The world's poorest countries are falling further behind developing and developed peers in terms of technology, a problem that foreign investment flows are failing to redress, according to a recently released report by a the United Nations Conference on Trade and Development (UNCTAD). The report says that the world's least developed countries (LDC) had seen a marked economic improvement but this remains fragile as it is largely driven by investment into the commodity sector.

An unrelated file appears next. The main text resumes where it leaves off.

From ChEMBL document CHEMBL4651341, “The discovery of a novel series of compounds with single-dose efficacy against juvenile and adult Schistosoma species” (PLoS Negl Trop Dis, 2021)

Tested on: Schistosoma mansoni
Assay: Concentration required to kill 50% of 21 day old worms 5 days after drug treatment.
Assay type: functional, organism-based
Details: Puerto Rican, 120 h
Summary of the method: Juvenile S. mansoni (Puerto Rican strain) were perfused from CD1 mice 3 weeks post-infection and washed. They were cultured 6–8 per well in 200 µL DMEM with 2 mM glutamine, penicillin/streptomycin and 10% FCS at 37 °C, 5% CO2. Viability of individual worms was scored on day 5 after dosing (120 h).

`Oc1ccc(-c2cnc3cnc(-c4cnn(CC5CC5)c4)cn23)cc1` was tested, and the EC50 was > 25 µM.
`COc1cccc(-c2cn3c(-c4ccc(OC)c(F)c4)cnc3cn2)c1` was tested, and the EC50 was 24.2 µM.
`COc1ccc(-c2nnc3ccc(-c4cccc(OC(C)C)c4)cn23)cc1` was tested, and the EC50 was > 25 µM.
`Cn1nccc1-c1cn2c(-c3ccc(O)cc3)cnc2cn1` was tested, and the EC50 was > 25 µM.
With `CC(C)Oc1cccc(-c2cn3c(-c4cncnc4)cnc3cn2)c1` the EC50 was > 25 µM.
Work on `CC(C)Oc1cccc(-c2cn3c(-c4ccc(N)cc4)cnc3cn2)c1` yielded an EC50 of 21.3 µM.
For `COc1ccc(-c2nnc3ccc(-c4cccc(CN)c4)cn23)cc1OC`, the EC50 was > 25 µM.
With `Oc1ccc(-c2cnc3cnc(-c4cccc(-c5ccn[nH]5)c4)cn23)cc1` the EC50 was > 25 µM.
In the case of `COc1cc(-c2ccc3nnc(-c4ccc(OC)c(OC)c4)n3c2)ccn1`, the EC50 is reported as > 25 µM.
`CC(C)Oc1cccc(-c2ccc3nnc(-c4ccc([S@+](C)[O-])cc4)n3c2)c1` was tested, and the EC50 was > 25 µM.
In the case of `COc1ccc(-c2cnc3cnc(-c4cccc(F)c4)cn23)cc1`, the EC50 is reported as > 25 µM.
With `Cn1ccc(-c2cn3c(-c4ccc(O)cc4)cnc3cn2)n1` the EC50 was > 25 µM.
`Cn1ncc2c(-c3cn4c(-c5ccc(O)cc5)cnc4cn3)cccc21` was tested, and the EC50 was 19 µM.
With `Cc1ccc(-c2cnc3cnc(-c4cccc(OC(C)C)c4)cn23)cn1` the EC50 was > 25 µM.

As per the United Nations definition, LDCs are those with per capita incomes below US$ 750 a year, low levels of literacy and nutrition, plus a higher level of vulnerability to natural disasters and economic shocks. Technological progress is seen as key to improving productivity and ensuring sustained economic growth. The report said foreign direct investment (FDI) flows into LDCs had increased substantially since the early 1990s, with 2000-2005 levels three times the level of the past 10 years and surpassing wealthier developing nations. But there is little evidence of a significant contribution by FDI to technological capability accumulation in LDCs. Foreign aid has been largely ineffective because it has failed to recognize the importance of knowledge and innovation in driving development. The problem of brain drain affects knowledge. The report says that it is of no use just investing in human capital without policies which develop employment opportunities to encourage workers to stay. The report showed that in 2004, 1 million educated people emigrated from LDCs out of a total skilled pool of 6.6 million